Credit: Rhoda Baer
NEW YORK—Physicians should use chemotherapy-based approaches—not brentuximab vedotin—as second-line therapy for recurrent
Hodgkin lymphoma (HL) prior to transplant, according to a speaker at the Lymphoma & Myeloma 2014 congress.
Nina Wagner-Johnston, MD, of Washington University in St Louis, Missouri, provided the meeting’s audience with a handful of arguments to support chemotherapy-based salvage regimens and a number of reasons why brentuximab is not ideal as salvage therapy in HL.
First, there is data supporting the use of chemotherapy-based salvage regimens in these patients, but the brentuximab data is lacking.
“Other issues include chemosensitivity, stem cell collection, unknown progressive multifocal leukoencephalopathy (PML) risk with brentuximab pre-ASCT [autologous stem cell transplant], cost, and alternative roles for brentuximab to enhance cure upfront post-ASCT maintenance,” Dr Wagner-Johnston said.
She also noted that chemotherapy-based salvage regimens yield high response rates with adequate stem cell collections.
“The vast majority of patients proceed to ASCT, 86% with ICE chemotherapy [ifosfamide, carboplatin, and etoposide],” she said. “Many are cured with a chemotherapy-based approach, with a 5-year PFS [progression-free survival] of 50% to 60%, with a low incidence of febrile neutropenia.”
Dr Wagner-Johnston also raised the possibility that giving patients brentuximab prior to ASCT might increase the risk of PML. The risk is already increased with lymphoma and ASCT. And in cases of PML in which patients are treated with brentuximab, the onset is rapid, with a median of about 2 months after initiation.
Furthermore, the cost of therapy clearly favors chemotherapy over brentuximab, she said. Three cycles of brentuximab at 1.8 mg/kg cost more than $58,000, and 2 cycles of brentuximab (3 weeks on, 1 week off) at 1.2 mg/kg cost more than $78,000.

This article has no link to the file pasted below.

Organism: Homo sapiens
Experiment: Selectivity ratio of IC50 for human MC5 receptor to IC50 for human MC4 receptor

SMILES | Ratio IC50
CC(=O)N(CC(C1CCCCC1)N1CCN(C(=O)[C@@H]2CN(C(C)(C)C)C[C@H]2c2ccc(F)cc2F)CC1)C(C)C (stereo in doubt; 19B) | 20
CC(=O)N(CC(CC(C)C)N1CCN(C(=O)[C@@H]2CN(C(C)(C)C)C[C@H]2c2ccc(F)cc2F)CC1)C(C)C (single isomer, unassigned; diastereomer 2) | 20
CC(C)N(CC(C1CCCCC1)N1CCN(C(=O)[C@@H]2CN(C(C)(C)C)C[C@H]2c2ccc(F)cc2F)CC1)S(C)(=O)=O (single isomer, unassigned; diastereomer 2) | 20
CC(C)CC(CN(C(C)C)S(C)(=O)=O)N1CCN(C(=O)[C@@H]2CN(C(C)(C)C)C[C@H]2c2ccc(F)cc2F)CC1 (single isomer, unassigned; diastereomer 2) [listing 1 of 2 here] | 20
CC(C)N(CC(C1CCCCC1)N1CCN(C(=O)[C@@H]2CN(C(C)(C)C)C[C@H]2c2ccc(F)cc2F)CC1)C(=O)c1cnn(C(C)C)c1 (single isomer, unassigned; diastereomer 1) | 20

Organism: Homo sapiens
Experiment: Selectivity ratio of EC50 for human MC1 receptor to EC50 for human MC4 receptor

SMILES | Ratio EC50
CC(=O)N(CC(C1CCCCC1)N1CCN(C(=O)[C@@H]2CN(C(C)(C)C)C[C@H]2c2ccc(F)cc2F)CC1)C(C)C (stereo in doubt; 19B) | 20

In comparison, 3 cycles of ICE cost less than $38,000 and 3 cycles of ESHAP (etoposide, methylprednisolone, high-dose cytarabine, and cisplatin) cost $17,000. These costs do not account for the increased risk of febrile neutropenia.
Dr Wagner-Johnston expressed other concerns about brentuximab as well.
“Brentuximab is probably not effective to pursue as a single agent,” she said. “The addition of brentuximab to chemotherapy increases toxicity and cost. Continuous progressions years after ASCT call into question a 2-year benchmark and further highlight the importance of a maintenance approach.”
There are several unanswered pivotal questions about brentuximab, Dr Wagner-Johnston continued.
“Is brentuximab sensitivity equivalent to chemosensitivity?” she asked. “Does improved CR [complete response] rate with brentuximab-based treatment equate to better outcomes? Is the likelihood of cure higher with brentuximab-based approaches?”
She said brentuximab may be best in the upfront setting. There are more upfront cures in the highest-risk group with this novel agent, and it may allow a greater number of patients to avoid the toxicity of ASCT.
Brentuximab has demonstrated safety in phase 1/2 studies, Dr Wagner-Johnston said, adding “we await data from an ongoing phase 3 trial to determine a PFS benefit with brentuximab.”
Furthermore, post-ASCT maintenance with brentuximab may be a better alternative than salvage brentuximab pre-ASCT. In the relapsed setting, the median duration of response for brentuximab is short (6.7 months in a phase 2 study) after a median of 9 cycles.
In the phase 3 placebo-controlled trial of maintenance brentuximab following ASCT, “an interim analysis based on safety and utility recommends continuation,” Dr Wagner-Johnston said.
In conclusion, she said, “Before letting brentuximab take over, we need to confirm its safety, efficacy, and determine the best positioning of brentuximab to enhance outcomes. In the meantime, stick with what we know works.”
For the dissenting opinion on salvage in HL, see “Brentuximab tops chemo in HL, doc says.”